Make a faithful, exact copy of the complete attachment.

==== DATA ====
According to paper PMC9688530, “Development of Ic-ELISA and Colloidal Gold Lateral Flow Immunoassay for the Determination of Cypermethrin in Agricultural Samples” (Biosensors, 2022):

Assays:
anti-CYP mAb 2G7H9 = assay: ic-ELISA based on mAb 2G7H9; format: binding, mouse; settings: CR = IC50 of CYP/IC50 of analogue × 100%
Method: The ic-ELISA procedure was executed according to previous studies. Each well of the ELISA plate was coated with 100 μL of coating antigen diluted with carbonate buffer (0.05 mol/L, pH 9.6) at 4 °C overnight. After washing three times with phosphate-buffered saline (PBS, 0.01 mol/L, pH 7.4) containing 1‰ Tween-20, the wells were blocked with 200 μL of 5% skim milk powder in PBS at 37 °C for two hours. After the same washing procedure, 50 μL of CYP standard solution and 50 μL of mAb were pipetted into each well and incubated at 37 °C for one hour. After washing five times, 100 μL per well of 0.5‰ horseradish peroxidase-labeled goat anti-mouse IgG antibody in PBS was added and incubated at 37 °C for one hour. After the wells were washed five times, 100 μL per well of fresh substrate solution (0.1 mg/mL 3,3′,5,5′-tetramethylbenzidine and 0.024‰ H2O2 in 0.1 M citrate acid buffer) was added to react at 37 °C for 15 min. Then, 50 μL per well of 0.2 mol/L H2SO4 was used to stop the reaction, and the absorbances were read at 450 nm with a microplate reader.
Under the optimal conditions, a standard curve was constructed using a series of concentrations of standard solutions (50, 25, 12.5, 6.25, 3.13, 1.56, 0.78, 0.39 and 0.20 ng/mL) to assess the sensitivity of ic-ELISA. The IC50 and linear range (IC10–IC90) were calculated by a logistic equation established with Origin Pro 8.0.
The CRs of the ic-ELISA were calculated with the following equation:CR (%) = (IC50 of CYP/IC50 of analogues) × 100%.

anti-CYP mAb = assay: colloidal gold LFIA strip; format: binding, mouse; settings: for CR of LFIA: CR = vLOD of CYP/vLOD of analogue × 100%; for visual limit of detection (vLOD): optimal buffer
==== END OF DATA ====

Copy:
According to paper PMC9688530, “Development of Ic-ELISA and Colloidal Gold Lateral Flow Immunoassay for the Determination of Cypermethrin in Agricultural Samples” (Biosensors, 2022):

Assays:
anti-CYP mAb 2G7H9 = assay: ic-ELISA based on mAb 2G7H9; format: binding, mouse; settings: CR = IC50 of CYP/IC50 of analogue × 100%
Method: The ic-ELISA procedure was executed according to previous studies. Each well of the ELISA plate was coated with 100 μL of coating antigen diluted with carbonate buffer (0.05 mol/L, pH 9.6) at 4 °C overnight. After washing three times with phosphate-buffered saline (PBS, 0.01 mol/L, pH 7.4) containing 1‰ Tween-20, the wells were blocked with 200 μL of 5% skim milk powder in PBS at 37 °C for two hours. After the same washing procedure, 50 μL of CYP standard solution and 50 μL of mAb were pipetted into each well and incubated at 37 °C for one hour. After washing five times, 100 μL per well of 0.5‰ horseradish peroxidase-labeled goat anti-mouse IgG antibody in PBS was added and incubated at 37 °C for one hour. After the wells were washed five times, 100 μL per well of fresh substrate solution (0.1 mg/mL 3,3′,5,5′-tetramethylbenzidine and 0.024‰ H2O2 in 0.1 M citrate acid buffer) was added to react at 37 °C for 15 min. Then, 50 μL per well of 0.2 mol/L H2SO4 was used to stop the reaction, and the absorbances were read at 450 nm with a microplate reader.
Under the optimal conditions, a standard curve was constructed using a series of concentrations of standard solutions (50, 25, 12.5, 6.25, 3.13, 1.56, 0.78, 0.39 and 0.20 ng/mL) to assess the sensitivity of ic-ELISA. The IC50 and linear range (IC10–IC90) were calculated by a logistic equation established with Origin Pro 8.0.
The CRs of the ic-ELISA were calculated with the following equation:CR (%) = (IC50 of CYP/IC50 of analogues) × 100%.

anti-CYP mAb = assay: colloidal gold LFIA strip; format: binding, mouse; settings: for CR of LFIA: CR = vLOD of CYP/vLOD of analogue × 100%; for visual limit of detection (vLOD): optimal buffer